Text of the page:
A recent question from a reader of my Lightroom book :

"I am enjoying your book. I have read a few on LR 2 and I am learning plenty from your book and enjoy your style and photos. I do have a question with the photo that was used on the cover and included just before chapter 6. The shot indicates it was 13 seconds but I see a man in the lower left hand corner and I am try to understanding how he was still for that time. Could you please help me understand that. Thank you."

My answer:

"The photograph on my book cover, of Riomaggiore, Cinque Terre, Italy was made at dusk. The sun had already set.

I always prefer to use as low ISO as possible to minimize noise. The exposure settings I chose resulted in an shutter speed of 13 seconds.

I had been at this spot for nearly an hour, watching the light change and people coming and going. As the sun went down, fishermen started coming into port, getting off their boats at the spot you see in the photo.

To make this picture, I set up the camera exposure, focus, etc. (and checked some captures on the histogram) and waited until a fisherman was coming into the scene.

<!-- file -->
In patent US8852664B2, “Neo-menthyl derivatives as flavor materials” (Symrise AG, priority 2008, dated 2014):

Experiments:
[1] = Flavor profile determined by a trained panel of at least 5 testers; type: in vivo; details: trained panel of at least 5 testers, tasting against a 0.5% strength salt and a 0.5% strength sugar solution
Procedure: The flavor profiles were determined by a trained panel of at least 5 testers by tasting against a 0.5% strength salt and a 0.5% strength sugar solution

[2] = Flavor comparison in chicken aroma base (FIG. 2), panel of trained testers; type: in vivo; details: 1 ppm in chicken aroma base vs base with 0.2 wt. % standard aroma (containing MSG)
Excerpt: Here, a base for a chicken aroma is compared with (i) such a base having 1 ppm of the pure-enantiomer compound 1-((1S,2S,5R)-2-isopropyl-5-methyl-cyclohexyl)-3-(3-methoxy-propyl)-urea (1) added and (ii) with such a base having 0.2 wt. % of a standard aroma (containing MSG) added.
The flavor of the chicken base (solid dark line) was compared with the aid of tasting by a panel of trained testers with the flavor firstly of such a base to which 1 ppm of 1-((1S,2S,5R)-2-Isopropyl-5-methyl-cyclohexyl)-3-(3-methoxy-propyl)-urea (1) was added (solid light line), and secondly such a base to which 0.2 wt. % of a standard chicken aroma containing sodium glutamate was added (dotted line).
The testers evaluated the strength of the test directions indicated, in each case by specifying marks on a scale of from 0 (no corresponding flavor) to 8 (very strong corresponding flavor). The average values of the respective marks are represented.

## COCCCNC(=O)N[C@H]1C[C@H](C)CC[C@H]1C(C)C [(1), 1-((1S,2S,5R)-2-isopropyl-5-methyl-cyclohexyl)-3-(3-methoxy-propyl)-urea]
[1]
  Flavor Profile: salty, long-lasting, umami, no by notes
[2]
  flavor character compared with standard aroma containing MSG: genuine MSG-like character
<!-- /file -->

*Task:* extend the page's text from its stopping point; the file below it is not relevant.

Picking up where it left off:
Over the 13 seconds, probably 8 or nine seconds were with him approaching the dock, moving quickly and getting out of the boat. Due to the low light and long exposure, these events did not register on the camera sensor. When he got out of the boat, he stood still for a few seconds, smoking a cigarette. This is when he was recorded in the image.

On very long exposures, elements quickly coming in and out of the scene will not be recorded in the exposure, because their presence is outweighed by the forms that are constant in the longest part of the exposure.

You can reproduce this effect in low light, say, at dawn or dusk, in a public location. Get you camera set to produce a proper exposure of 10 or 15 seconds, in an area where you expect people to wander through. Do a bunch of exposures, and on later evaluation, you will see that some people show up, others don’t, and some seem in a state of suspended animation, though the world is moving around them. This is because they stood relatively still throughout the exposure, while other people came and went at varying speeds.

I find this kind of photography very compelling; it’s great fun to see the results. I was happy to see how this shot came out – the boat is blurred, but the man is not. ANd of course the building stood perfectly still 😉

This is a good exmaple of the kind of imagery I seek to consistently produce — using one single exposure. Let the camera do the work.

I hope this gives you the explanation you wished for; please feel free to write back if you have any other questions."

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